Susan B. Garland and Rachel L. Sheedy: Strategies Married Couples Can Use to Boost Benefits

David Muhlbaum: Smart Tax Deductions Non-Itemizers Can Claim

Jill Weisenberger, M.S., R.D.N., C.D.E : Before You Lose Your Mental Edge

Dana Dovey: Coffee Drinkers Rejoice! Your Cup Of Joe Can Prevent Death From Liver Disease

Chris Weller: Electric 'Thinking Cap' Puts Your Brain Power Into High Gear

The Kosher Gourmet by Marlene Parrish A gift of hazelnuts keeps giving --- for a variety of nutty recipes: Entree, side, soup, dessert

April 4, 2014

Rabbi David Gutterman: The Word for Nothing Means Everything

Charles Krauthammer: Kerry's folly, Chapter 3

Amy Peterson: A life of love: How to build lasting relationships with your children

John Ericson: Older Women: Save Your Heart, Prevent Stroke Don't Drink Diet

John Ericson: Why 50 million Americans will still have spring allergies after taking meds

Cameron Huddleston: Best and Worst Buys of April 2014

Stacy Rapacon: Great Mutual Funds for Young Investors

Sarah Boesveld: Teacher keeps promise to mail thousands of former students letters written by their past selves

The Kosher Gourmet by Sharon Thompson Anyone can make a salad, you say. But can they make a great salad? (SECRETS, TESTED TECHNIQUES + 4 RECIPES, INCLUDING DRESSINGS)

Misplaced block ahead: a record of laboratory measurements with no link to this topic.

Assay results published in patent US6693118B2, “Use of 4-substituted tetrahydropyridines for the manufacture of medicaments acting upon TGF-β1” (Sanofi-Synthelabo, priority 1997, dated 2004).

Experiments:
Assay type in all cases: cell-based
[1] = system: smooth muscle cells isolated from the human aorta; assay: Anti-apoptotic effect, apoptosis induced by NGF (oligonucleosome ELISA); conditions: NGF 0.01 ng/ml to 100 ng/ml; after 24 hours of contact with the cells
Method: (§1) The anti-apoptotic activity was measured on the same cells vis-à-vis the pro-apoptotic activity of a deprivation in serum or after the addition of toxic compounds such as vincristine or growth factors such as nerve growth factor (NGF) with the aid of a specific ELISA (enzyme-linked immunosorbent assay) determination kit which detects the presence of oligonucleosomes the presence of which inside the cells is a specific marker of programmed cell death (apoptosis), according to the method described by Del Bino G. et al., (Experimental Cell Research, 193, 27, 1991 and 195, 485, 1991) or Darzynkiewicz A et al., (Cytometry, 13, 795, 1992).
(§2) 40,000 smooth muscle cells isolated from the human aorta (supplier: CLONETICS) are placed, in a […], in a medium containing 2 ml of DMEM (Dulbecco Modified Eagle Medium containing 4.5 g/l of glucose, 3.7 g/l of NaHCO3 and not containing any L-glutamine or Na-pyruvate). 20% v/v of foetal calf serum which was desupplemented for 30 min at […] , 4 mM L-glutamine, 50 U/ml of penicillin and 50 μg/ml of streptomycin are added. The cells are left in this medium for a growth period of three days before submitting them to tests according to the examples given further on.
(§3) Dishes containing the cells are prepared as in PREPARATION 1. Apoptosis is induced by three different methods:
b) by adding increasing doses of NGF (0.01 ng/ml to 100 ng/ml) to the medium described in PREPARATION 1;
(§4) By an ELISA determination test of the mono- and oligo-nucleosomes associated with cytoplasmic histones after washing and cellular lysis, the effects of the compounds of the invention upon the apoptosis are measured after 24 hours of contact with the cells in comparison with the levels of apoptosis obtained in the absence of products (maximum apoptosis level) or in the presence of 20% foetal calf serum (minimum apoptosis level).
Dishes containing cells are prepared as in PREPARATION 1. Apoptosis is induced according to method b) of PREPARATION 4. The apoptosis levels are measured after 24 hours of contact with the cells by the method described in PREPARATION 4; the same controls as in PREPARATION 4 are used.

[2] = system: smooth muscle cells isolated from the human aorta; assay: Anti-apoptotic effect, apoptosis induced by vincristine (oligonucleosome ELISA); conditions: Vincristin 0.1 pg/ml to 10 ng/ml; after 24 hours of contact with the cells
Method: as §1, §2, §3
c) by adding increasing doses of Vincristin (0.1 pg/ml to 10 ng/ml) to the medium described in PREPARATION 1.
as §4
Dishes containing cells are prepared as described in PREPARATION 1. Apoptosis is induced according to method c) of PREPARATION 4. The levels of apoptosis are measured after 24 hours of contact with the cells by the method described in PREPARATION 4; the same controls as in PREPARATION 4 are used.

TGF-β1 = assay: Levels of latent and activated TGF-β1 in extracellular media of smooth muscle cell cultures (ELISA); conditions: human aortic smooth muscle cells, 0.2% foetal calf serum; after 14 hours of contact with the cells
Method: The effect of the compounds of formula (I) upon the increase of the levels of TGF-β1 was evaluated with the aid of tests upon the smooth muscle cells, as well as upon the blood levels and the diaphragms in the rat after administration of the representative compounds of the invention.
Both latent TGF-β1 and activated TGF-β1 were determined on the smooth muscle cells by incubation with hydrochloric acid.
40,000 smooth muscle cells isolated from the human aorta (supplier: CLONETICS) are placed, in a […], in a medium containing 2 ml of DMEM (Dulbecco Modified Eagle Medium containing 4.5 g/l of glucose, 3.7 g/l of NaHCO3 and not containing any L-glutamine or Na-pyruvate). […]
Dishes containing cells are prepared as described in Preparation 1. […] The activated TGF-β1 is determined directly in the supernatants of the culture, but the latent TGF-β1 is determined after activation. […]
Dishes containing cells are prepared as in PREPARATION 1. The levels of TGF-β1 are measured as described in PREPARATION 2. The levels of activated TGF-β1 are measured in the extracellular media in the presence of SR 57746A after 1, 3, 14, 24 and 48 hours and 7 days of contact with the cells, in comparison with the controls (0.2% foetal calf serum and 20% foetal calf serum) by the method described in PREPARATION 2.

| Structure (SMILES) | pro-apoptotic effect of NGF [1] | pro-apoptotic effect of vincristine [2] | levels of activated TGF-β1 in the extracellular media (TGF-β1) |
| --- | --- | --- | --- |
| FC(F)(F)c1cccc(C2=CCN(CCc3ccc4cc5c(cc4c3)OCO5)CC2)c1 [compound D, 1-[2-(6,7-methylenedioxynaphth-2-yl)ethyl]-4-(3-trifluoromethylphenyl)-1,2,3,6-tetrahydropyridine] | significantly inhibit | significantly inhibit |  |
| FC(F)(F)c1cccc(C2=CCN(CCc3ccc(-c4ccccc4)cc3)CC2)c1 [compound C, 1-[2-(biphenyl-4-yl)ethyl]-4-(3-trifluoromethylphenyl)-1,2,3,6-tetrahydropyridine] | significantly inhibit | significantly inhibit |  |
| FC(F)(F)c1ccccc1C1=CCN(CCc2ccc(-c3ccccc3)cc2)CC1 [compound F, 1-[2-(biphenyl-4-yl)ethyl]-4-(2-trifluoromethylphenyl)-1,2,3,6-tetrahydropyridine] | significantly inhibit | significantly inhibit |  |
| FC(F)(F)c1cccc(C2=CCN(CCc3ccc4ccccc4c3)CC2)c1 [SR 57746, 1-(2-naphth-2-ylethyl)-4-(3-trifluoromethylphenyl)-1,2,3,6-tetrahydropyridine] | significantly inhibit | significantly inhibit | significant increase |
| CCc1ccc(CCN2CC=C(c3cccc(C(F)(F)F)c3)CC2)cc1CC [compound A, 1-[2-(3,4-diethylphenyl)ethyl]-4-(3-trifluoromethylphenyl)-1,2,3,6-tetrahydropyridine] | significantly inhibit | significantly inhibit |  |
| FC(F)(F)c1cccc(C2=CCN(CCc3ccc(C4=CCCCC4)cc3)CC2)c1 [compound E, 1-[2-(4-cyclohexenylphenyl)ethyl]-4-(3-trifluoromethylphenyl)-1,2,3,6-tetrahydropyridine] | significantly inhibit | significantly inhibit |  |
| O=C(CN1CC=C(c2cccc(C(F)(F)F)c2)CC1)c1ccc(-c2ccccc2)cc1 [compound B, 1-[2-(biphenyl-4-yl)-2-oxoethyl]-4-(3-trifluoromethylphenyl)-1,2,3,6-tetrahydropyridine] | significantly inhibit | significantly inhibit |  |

April 2, 2014

Paul Greenberg: Death and joy in the spring

Dan Barry: Should South Carolina Jews be forced to maintain this chimney built by Germans serving the Nazis?

Mayra Bitsko: Save me! An alien took over my child's personality

Frank Clayton: Get happy: 20 scientifically proven happiness activities

Susan Scutti: It's Genetic! Obesity and the 'Carb Breakdown' Gene

Lecia Bushak: Why Hand Sanitizer May Actually Harm Your Health

Stacy Rapacon: Great Funds You Can Own for $500 or Less

Cameron Huddleston: 7 Ways to Save on Home Decor

The Kosher Gourmet by Steve Petusevsky Exploring ingredients as edible-stuffed containers (TWO RECIPES + TIPS & TECHINQUES)

Jewish World Review March 1, 2013/ 19 Adar 5773

CPAC unwise to snub Christie, gays

By Jonah Goldberg




http://www.JewishWorldReview.com | What can you do with a man like Chris Christie?

The answer, according to many with the conservative movement: Throw him overboard. And while we're at it, let's toss the gays over the side too.

The popular governor of New Jersey has certainly angered many conservatives, including this humble scribe. During the crucial final days of the presidential election, Christie didn't merely embrace President Obama, he all but endorsed him.

Then, during the congressional fight over the disaster-relief bill for victims of superstorm Sandy -- a bill with more pork in it than a Jimmy Dean factory -- Christie denounced Republicans who wanted to move the legislation a few micrometers closer to kosher. Christie, who built a reputation as a fiscal conservative, not only didn't care that the relief bill contained, among many other porcine baubles, millions for Alaskan fisheries (which are roughly 4,000 miles out of Sandy's path), he acted as if Capitol Hill Republicans should be ashamed for even mentioning it.

Oh, and he parroted the gun-control line and flip-flopped on accepting a federal bribe to accept Obamacare funding to expand Medicaid.

Now, in fairness, Christie has his reasons for doing all of these things. Some are pretty defensible, others far less so.